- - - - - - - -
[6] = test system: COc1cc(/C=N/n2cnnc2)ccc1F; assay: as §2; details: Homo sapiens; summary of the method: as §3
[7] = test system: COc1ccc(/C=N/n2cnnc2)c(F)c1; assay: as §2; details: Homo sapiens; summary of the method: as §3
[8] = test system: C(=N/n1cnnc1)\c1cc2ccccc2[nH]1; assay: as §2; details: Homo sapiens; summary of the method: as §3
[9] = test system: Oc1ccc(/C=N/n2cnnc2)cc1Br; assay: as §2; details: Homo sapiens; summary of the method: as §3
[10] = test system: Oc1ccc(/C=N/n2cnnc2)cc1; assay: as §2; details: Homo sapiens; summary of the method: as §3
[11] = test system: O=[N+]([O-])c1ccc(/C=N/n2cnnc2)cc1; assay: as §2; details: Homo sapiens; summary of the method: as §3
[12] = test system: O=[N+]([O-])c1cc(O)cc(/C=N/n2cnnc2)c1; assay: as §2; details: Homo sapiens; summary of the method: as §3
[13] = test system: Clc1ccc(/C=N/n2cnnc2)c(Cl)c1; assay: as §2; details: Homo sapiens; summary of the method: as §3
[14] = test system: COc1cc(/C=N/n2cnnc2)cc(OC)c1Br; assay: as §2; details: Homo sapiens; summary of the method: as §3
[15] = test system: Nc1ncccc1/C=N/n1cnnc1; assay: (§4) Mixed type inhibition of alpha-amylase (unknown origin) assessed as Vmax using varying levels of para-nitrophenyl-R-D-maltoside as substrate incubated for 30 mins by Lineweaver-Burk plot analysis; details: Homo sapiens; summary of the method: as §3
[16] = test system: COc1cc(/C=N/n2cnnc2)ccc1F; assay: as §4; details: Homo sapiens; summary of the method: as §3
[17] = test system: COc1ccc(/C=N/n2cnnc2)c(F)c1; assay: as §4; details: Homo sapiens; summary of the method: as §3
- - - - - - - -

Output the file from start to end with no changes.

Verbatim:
[6] = test system: COc1cc(/C=N/n2cnnc2)ccc1F; assay: as §2; details: Homo sapiens; summary of the method: as §3
[7] = test system: COc1ccc(/C=N/n2cnnc2)c(F)c1; assay: as §2; details: Homo sapiens; summary of the method: as §3
[8] = test system: C(=N/n1cnnc1)\c1cc2ccccc2[nH]1; assay: as §2; details: Homo sapiens; summary of the method: as §3
[9] = test system: Oc1ccc(/C=N/n2cnnc2)cc1Br; assay: as §2; details: Homo sapiens; summary of the method: as §3
[10] = test system: Oc1ccc(/C=N/n2cnnc2)cc1; assay: as §2; details: Homo sapiens; summary of the method: as §3
[11] = test system: O=[N+]([O-])c1ccc(/C=N/n2cnnc2)cc1; assay: as §2; details: Homo sapiens; summary of the method: as §3
[12] = test system: O=[N+]([O-])c1cc(O)cc(/C=N/n2cnnc2)c1; assay: as §2; details: Homo sapiens; summary of the method: as §3
[13] = test system: Clc1ccc(/C=N/n2cnnc2)c(Cl)c1; assay: as §2; details: Homo sapiens; summary of the method: as §3
[14] = test system: COc1cc(/C=N/n2cnnc2)cc(OC)c1Br; assay: as §2; details: Homo sapiens; summary of the method: as §3
[15] = test system: Nc1ncccc1/C=N/n1cnnc1; assay: (§4) Mixed type inhibition of alpha-amylase (unknown origin) assessed as Vmax using varying levels of para-nitrophenyl-R-D-maltoside as substrate incubated for 30 mins by Lineweaver-Burk plot analysis; details: Homo sapiens; summary of the method: as §3
[16] = test system: COc1cc(/C=N/n2cnnc2)ccc1F; assay: as §4; details: Homo sapiens; summary of the method: as §3
[17] = test system: COc1ccc(/C=N/n2cnnc2)c(F)c1; assay: as §4; details: Homo sapiens; summary of the method: as §3